With the pandemic raging nationwide and social isolation the expected norm, my wandering soul became a bit stir crazy. I’d spent the summer navigating the Colorado Trail, but after a few months of only day trips I felt the need for something more substantial.
Inspiration came from a desire for both longer, wilder trips and personal connection. My husband’s and my children are scattered across the US—Hawaii, Alaska, and Colorado—and so any opportunity to connect in person is both rare and welcome. A perfect window arose when our Aloha State daughter, Paige, took a temporary job in California in November and December, and it was decided; we were going on a Southwest road trip.
Our nineteen foot camper van, Jolene, is our planned retirement home, so a chance to road test her and spend time with two of our three children while exploring some new territory seemed just the thing for my pandemic doldrums.
My husband and I began our journey on Black Friday, with our first destination at Capitol Reef National Park. Departing early enough to ensure some trail time on arrival, we secured a spot at Fruita Campground, then headed out on the Cassidy Arch trail. We timed our hike perfectly, catching the warm red glow of the Utah cliffs at sunset as a conclusion to our first day and a taste of adventures yet to come on our Southwest road trip.
Following a restful night in Jolene we hiked to the Rim Overlook and Hickman Bridge, where we again paused to admire the work of sandstone, wind, and time. The land seemed to fall away from the rim, broad escarpments of bright red and orange stone trickling away into flatter desert. We were sad to move on, as many slot canyons beckoned, but we had a reservation in Snow Canyon State Park (outside St. George, Utah) for the night (my husband chose this destination based upon a prior Backpacker article). What a true little treasure we found here! We had a full day to explore and pieced together a hike of over 10 miles through the Petrified Sand Dunes and Padre Canyon, where tiny arches hid along the trail’s edge. The following day I explored the upper Red Cliffs along the Gila Trail, descending into several slot canyons along the way.
Following our two nights in Snow Canyon, our next destination was Mojave National Preserve. We knew we’d arrive well after sunset, but a brilliant full moon lit our way on the eerie drive to Hole-in-the-Wall campground. Between the oddly rounded edges of precarious rock towers and the desert scrub it felt like driving through a Dr. Seuss landscape. The following morning we journeyed off on the Barber Peak Loop for a hike through sandy washes, over lava rocks, through free range cattle country, and up the amazing Banshee Canyon, complete with rings to grasp on the ascent. I particularly enjoyed the spectacle of the desert vegetation: barrel cactus, beavertail cactus and Joshua trees dotted our surroundings.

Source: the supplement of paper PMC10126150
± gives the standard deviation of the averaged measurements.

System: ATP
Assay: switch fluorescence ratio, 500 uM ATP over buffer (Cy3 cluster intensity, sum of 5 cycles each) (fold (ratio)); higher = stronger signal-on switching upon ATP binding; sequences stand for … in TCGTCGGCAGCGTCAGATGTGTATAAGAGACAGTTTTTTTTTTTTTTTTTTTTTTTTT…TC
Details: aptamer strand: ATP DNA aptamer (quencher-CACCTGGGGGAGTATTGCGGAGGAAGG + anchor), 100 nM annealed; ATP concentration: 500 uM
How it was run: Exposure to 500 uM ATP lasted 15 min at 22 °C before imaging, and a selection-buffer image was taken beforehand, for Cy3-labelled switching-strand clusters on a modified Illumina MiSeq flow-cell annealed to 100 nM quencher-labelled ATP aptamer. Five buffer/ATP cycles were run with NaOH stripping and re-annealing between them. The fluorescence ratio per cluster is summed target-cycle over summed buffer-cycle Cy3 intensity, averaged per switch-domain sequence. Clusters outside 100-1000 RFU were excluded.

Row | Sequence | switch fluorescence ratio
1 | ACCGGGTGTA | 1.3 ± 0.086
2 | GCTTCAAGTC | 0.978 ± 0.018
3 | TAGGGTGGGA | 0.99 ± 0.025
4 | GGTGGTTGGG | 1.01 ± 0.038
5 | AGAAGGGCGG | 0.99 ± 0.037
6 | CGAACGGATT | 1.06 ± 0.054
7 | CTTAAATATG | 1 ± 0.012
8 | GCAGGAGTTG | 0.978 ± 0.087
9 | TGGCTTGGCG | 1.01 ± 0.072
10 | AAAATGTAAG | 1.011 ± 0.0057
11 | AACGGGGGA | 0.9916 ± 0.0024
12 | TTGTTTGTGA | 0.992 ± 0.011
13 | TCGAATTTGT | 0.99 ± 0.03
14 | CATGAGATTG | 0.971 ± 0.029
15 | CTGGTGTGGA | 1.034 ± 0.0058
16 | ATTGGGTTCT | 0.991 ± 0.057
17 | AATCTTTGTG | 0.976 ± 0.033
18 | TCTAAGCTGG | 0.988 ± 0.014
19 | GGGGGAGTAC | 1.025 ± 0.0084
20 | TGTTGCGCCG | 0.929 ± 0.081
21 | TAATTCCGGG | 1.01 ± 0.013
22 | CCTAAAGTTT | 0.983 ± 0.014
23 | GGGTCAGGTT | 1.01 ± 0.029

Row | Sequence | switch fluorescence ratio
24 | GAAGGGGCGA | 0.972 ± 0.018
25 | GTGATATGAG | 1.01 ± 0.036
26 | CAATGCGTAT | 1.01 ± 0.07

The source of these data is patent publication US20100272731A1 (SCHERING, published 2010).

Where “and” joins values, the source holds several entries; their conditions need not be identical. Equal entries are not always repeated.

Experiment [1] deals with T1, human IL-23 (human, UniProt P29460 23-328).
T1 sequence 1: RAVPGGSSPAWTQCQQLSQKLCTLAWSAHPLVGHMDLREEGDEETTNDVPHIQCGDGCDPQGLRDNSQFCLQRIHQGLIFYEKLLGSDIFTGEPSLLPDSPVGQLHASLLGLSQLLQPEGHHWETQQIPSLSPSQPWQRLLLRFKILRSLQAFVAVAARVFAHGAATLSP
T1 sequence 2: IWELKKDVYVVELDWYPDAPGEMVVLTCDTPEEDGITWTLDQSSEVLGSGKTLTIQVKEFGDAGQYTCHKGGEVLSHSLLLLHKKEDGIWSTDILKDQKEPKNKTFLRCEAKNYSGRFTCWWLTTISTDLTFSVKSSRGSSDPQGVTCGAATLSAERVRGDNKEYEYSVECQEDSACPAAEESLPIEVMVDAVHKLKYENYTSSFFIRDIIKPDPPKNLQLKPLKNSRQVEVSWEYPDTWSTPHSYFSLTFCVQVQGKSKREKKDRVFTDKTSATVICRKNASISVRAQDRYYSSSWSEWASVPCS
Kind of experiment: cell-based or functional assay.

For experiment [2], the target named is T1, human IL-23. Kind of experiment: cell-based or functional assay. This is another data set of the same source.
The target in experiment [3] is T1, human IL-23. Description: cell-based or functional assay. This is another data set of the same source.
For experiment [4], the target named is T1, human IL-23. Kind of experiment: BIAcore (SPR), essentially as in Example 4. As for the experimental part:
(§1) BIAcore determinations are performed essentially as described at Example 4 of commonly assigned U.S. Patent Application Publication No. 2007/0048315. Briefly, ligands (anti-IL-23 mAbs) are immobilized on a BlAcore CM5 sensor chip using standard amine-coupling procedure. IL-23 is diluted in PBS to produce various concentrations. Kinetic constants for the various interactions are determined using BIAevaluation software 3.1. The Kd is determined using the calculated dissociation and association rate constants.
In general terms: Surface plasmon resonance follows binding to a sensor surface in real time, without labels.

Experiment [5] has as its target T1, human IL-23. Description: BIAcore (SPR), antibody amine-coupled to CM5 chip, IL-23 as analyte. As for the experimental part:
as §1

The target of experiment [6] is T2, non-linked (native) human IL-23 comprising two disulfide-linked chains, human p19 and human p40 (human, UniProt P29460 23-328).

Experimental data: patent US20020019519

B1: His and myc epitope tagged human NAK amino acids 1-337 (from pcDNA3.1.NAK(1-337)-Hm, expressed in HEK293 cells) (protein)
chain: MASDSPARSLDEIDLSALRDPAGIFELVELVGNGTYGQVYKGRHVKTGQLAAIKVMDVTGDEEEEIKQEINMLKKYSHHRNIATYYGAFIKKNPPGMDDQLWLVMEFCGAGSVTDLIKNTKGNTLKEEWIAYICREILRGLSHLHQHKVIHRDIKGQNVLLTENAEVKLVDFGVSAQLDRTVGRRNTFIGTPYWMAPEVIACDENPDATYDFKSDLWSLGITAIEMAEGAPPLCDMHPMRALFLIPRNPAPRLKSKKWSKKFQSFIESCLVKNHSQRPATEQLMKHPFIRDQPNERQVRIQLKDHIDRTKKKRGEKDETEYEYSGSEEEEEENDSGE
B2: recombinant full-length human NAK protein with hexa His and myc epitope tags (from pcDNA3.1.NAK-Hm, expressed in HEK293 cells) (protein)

Onward to Joshua Tree National Park we ventured. I’d been looking forward to this stop; our daughter would meet us at Jumbo Rocks campground, and on her birthday too! Having visited JTNP before, we set out to explore a new section of the park and settled on the Panorama Trail, with its easy ridge walk and views of Mt. San Jacinto and the Palm Springs area.
We spent the next night of our Southwest road trip in the hills above Palmdale, California, before venturing through Vasquez Rocks Natural Area Park. Paige, an avid birder, rejoiced in checking a rock wren off of her life list.
Staying one step ahead of the coronavirus shutdowns we spent a day driving across California, from the desert of Death Valley to the oceanfront town of Morro Bay. Paige happily identified the abundance of sea birds for us as sea otters and sea lions slid in and out of the water below.
As we haphazardly pieced together our itinerary on the fly we discovered Pinnacles National Park. Though we’d never heard of the park, the chance to see California condors was all the draw we needed. We awoke in Jolene surrounded by deer and wild turkeys before heading up Condor Gulch to High Peaks Trail with some marvelous past the Pinnacles themselves to hills hazed with distance. Sadly there were no condors to be seen, but I was entertained by the California quail running around, and truly impressed by the huge pinecones from the Gray Pine trees.
We moved on to Half Moon Bay after retrieving our son Blake from the San Francisco airport.
We had time for one adventure for all of us together before Paige flew back to Hawaii, and we chose a walk through Muir Woods National Monument. We were astounded by the massive California Redwoods surrounding us. Our spirits soared, even as the ancient trees reminded us how truly small we are.
The two weeks of our Southwest road trip gave me the break I needed from my house and my local trails. We were able to give Jolene her first extended shakedown tour, explore some new state and national parks, and revisit some prior favorites, all while responsibly socially distancing. Sharing these adventures with our adult children, and realizing they’ve each also developed a passion for the outdoors and our natural wonders, brought tears to my eyes and an overwhelming sense of gratitude for my life.